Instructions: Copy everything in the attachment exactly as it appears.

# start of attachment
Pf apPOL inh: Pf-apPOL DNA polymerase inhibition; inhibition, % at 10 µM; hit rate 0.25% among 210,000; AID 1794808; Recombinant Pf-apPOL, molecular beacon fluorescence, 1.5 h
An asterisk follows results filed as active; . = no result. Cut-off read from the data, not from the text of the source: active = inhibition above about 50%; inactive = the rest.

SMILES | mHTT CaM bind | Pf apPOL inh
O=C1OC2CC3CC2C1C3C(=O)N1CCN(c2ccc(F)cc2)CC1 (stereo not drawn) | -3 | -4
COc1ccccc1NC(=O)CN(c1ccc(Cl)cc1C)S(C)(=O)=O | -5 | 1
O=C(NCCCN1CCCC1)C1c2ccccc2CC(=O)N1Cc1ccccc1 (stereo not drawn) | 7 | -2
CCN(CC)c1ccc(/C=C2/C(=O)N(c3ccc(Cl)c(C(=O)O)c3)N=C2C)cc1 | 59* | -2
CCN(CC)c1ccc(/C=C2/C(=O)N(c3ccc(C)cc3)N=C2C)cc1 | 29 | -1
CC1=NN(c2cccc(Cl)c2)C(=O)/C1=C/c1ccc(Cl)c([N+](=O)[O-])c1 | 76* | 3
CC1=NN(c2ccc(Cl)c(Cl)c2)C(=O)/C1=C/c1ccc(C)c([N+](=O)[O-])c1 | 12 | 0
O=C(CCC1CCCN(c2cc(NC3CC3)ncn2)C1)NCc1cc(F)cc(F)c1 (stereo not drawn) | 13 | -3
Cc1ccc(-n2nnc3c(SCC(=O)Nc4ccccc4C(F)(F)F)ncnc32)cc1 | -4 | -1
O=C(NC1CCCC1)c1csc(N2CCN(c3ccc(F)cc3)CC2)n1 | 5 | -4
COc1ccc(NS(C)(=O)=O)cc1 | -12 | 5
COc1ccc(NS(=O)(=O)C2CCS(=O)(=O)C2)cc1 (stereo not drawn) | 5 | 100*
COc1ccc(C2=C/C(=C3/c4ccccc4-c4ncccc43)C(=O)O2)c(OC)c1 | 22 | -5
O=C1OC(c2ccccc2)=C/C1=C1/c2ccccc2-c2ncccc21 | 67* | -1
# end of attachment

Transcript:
Pf apPOL inh: Pf-apPOL DNA polymerase inhibition; inhibition, % at 10 µM; hit rate 0.25% among 210,000; AID 1794808; Recombinant Pf-apPOL, molecular beacon fluorescence, 1.5 h
An asterisk follows results filed as active; . = no result. Cut-off read from the data, not from the text of the source: active = inhibition above about 50%; inactive = the rest.

SMILES | mHTT CaM bind | Pf apPOL inh
O=C1OC2CC3CC2C1C3C(=O)N1CCN(c2ccc(F)cc2)CC1 (stereo not drawn) | -3 | -4
COc1ccccc1NC(=O)CN(c1ccc(Cl)cc1C)S(C)(=O)=O | -5 | 1
O=C(NCCCN1CCCC1)C1c2ccccc2CC(=O)N1Cc1ccccc1 (stereo not drawn) | 7 | -2
CCN(CC)c1ccc(/C=C2/C(=O)N(c3ccc(Cl)c(C(=O)O)c3)N=C2C)cc1 | 59* | -2
CCN(CC)c1ccc(/C=C2/C(=O)N(c3ccc(C)cc3)N=C2C)cc1 | 29 | -1
CC1=NN(c2cccc(Cl)c2)C(=O)/C1=C/c1ccc(Cl)c([N+](=O)[O-])c1 | 76* | 3
CC1=NN(c2ccc(Cl)c(Cl)c2)C(=O)/C1=C/c1ccc(C)c([N+](=O)[O-])c1 | 12 | 0
O=C(CCC1CCCN(c2cc(NC3CC3)ncn2)C1)NCc1cc(F)cc(F)c1 (stereo not drawn) | 13 | -3
Cc1ccc(-n2nnc3c(SCC(=O)Nc4ccccc4C(F)(F)F)ncnc32)cc1 | -4 | -1
O=C(NC1CCCC1)c1csc(N2CCN(c3ccc(F)cc3)CC2)n1 | 5 | -4
COc1ccc(NS(C)(=O)=O)cc1 | -12 | 5
COc1ccc(NS(=O)(=O)C2CCS(=O)(=O)C2)cc1 (stereo not drawn) | 5 | 100*
COc1ccc(C2=C/C(=C3/c4ccccc4-c4ncccc43)C(=O)O2)c(OC)c1 | 22 | -5
O=C1OC(c2ccccc2)=C/C1=C1/c2ccccc2-c2ncccc21 | 67* | -1